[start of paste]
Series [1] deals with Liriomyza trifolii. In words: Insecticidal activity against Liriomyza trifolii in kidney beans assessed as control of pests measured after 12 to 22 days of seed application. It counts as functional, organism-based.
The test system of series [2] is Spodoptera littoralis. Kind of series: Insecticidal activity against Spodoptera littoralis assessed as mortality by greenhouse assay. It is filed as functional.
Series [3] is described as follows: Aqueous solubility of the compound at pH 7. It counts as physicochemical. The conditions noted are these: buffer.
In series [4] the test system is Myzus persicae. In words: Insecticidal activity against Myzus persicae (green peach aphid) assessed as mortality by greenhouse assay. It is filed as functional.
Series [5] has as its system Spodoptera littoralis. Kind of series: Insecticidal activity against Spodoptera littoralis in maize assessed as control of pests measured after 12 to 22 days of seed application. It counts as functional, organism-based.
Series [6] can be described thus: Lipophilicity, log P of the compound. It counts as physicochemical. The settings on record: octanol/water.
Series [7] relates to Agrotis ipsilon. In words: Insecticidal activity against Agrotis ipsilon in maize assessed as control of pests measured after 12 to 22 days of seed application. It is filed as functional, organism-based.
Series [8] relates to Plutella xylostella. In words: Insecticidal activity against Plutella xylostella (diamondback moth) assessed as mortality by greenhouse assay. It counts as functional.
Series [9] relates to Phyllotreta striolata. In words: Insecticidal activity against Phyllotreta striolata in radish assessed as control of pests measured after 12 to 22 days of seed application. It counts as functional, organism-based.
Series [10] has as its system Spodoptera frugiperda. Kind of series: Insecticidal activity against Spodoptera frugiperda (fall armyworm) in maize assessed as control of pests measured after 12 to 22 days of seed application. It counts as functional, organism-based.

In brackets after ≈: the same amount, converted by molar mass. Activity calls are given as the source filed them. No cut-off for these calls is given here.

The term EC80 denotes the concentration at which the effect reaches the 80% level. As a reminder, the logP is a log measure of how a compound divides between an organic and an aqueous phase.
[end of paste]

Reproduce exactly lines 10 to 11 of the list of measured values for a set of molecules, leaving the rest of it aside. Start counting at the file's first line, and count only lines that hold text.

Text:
Series [10] has as its system Spodoptera frugiperda. Kind of series: Insecticidal activity against Spodoptera frugiperda (fall armyworm) in maize assessed as control of pests measured after 12 to 22 days of seed application. It counts as functional, organism-based.

In brackets after ≈: the same amount, converted by molar mass. Activity calls are given as the source filed them. No cut-off for these calls is given here.